A scoping exercise is underway, for what would be one of Scotland’s largest fish farms, to be based in north Argyll.
The eight-cage semi-closed containment plant with shore-side buildings and equipment, up to 50ft in height, is being planned for an area north of Appin, on Loch Linnhe.
Objectors say the scoping request for the salmon farm and shore base will be “double the biggest salmon farm in Scotland”.
The application has been made by Arcus Consultancy Services Ltd on behalf of Loch Long Salmon Company.
The application was lodged with Argyll and Bute Council in November. While a good number of statutory consultees have replied to requests for comment, to date no comments from members of the public have been published by Argyll and Bute Council.
The application is described as being sited “north of Lurignish Farm, Appin in Argyll”, plans show it would follow the contours of the A828 road between North Connel and Ballachulish Bridge at Pollach.
In papers associated with the application, the applicant said: “The development would involve the construction and operation of a semi-closed containment fish farm located approximately 300yds north of Lurignich Farm from site centre, or 190ft from closest point of site boundary, adjacent to the eastern bank of the upper reaches of Loch Linnhe in the Firth of Lorn.”
What is the development?
The development has two components: the marine fish farm and the shorebase, housing the fish farm support systems.
The marine section proposes up to eight semi-closed “marine farming enclosures”, or cages, a harvesting cage, two rings for fresh water supplies, a floating pontoon and a slipway. It also has a mooring system and workboat mooring, “umbilical” services to the cages, submerged piping and underwater and navigational lighting.
On the shore, a building has been proposed containing office, workshop, sleeping quarters and storage areas and car parking for staff cars. A new access road and junction from the A828.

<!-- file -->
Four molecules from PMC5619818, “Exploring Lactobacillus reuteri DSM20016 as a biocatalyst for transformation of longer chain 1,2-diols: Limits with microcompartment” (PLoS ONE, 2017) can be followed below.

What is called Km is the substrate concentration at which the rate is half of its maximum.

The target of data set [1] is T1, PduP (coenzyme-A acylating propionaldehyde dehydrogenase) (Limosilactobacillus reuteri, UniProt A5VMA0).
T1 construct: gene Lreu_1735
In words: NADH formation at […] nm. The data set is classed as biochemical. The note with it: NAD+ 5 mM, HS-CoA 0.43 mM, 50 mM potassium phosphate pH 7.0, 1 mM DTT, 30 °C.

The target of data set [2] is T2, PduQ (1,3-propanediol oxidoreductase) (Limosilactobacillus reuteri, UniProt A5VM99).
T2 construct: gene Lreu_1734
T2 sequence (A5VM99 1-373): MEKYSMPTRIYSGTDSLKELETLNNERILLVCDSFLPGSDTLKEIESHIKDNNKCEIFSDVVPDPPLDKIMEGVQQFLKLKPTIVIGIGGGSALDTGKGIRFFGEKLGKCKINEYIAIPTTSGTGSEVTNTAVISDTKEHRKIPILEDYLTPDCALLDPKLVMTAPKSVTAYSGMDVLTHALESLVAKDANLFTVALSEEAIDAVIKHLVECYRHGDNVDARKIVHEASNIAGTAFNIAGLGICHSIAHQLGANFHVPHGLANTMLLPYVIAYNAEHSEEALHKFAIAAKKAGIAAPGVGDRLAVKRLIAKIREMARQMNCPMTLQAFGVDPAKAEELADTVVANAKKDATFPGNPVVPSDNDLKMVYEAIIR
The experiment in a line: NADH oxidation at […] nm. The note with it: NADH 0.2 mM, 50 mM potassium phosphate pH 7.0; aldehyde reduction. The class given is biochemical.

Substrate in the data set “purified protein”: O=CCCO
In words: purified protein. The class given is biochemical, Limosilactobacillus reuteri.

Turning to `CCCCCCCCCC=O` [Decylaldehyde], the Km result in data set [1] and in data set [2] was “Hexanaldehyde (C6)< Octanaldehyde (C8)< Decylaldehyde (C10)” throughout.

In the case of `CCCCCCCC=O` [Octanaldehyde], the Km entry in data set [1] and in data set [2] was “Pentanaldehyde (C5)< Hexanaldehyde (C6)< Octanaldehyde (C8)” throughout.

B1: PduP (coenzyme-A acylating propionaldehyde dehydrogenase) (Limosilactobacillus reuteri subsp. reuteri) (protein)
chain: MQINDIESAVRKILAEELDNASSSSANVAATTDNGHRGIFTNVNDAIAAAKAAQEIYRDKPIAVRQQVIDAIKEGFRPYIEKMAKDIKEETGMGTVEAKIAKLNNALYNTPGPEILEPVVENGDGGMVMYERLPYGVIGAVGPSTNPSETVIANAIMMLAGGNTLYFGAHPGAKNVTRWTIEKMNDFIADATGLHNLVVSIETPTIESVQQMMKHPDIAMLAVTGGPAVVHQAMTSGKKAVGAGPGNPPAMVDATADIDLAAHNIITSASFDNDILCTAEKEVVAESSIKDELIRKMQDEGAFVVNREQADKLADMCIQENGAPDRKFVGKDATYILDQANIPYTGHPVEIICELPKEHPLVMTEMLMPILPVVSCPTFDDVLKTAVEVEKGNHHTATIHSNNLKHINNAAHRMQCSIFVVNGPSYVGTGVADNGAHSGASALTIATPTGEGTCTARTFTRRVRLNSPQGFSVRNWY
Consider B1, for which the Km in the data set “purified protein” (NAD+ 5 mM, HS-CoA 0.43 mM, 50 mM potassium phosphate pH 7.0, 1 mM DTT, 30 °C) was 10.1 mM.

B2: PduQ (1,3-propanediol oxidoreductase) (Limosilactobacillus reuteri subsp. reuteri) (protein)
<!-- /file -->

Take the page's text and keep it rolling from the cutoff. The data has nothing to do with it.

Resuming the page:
There will be up to eight oxygen storage vessels with a maximum height of 50ft, feed silos with a maximum height of 32ft, a water treatment plant including wastewater storage tank with a maximum height of 42ft and a discharge pipe from shore into the loch.
Other equipment may be housed in containers on the site.
Statutory consultees raise points about the application
The Lochaber District Salmon Fishery Board said it welcomed the use of newer technologies in the production of salmon in the West Highlands, particularly those that offer protection from wild salmon populations from the known threats of sea lice infestation and genetic pollution from escaped farm fish breeding in the wild.
It continued: “We would argue that the zone of influence of this farm should there be any problems will be the whole of Loch Linnhe all the way up to Fort William where, for example, the River Lochy, one of the largest and most important salmon rivers on the West Coast, and several other key salmonid rivers are located, let alone the rivers already mentioned in the application.
“A far more detailed assessment of zone of risk is required.”
Argyll Fisheries Board said it was concerned about sea lice from such a “high-density setting” and “escapes” on wild sea trout and wild salmon.
The Royal Yachting Association said there were visitor moorings in the area.
A letter from the organisation said: “Recreational boaters in these waters are used to watching out for fish farms so they are not a real hazard provided that they are marked according to the Northern Lighthouse Board standard and that the lights are well-maintained.
“It is important that mitigation is in place to warn recreational boaters by day and by night if access between the pens and the shore is not possible.”
Make comments on the application
Anti-fish farm campaigner Don Staniford is calling on people to comment on the application.
He said: ” After being refused planning permission in Loch Long – the Loch Long Salmon Company is now eyeing up Loch Linnhe for a new 8,000 tonne ‘semi-closed’ (i.e. still open) salmon farm which if approved would be more than double Scotland’s largest salmon farm.
“Currently the largest salmon farm is Mowi’s Isle of Muck salmon farm at 3,500 tonnes.”
Stewart Hawthorn, managing director of Loch Long Salmon, said: “We are continuing to explore the possibility of bringing transformative semi-closed containment aquaculture technology to Scotland, which will support rural jobs and produce a low-carbon animal protein with significantly reduced environmental impacts and increased fish welfare.
“This proven technology has been endorsed by a number of environmental groups including Atlantic Salmon Trust, Scottish Wildlife Trust and Sustainable Inshore Fisheries Trust.
“We have held preliminary discussions with a number of community councils and have submitted a Scoping Request to Argyll and Bute Council for one possible site.”
He continued: “We are still in the very early stages of this process and will engage fully and openly with local people to outline the benefits of this technology and answer any questions they might have.”